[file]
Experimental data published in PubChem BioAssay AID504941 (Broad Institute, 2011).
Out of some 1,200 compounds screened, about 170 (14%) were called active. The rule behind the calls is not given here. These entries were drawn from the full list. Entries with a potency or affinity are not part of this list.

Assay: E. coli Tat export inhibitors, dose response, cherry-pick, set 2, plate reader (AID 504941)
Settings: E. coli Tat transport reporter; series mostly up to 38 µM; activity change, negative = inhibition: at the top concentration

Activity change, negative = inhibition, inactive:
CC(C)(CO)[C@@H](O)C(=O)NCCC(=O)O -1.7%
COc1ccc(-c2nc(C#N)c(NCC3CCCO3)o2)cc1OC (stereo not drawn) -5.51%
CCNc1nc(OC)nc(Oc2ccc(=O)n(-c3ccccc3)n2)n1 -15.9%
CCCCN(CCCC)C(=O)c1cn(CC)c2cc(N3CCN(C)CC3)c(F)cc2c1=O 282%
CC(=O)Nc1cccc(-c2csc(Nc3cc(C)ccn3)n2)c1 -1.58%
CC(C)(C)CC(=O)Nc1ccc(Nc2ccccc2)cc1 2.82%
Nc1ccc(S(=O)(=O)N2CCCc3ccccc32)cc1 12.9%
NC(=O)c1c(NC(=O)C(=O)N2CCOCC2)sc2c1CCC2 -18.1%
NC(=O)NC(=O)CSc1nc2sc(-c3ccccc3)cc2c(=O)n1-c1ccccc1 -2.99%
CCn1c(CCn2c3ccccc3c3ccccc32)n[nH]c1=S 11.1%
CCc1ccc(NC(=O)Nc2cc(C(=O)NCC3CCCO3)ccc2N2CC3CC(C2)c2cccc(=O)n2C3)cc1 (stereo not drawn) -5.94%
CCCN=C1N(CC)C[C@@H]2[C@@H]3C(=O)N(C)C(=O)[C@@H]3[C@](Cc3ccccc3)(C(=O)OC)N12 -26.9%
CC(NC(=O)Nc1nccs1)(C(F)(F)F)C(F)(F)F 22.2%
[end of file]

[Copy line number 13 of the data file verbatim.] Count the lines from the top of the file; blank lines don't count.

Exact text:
NC(=O)c1c(NC(=O)C(=O)N2CCOCC2)sc2c1CCC2 -18.1%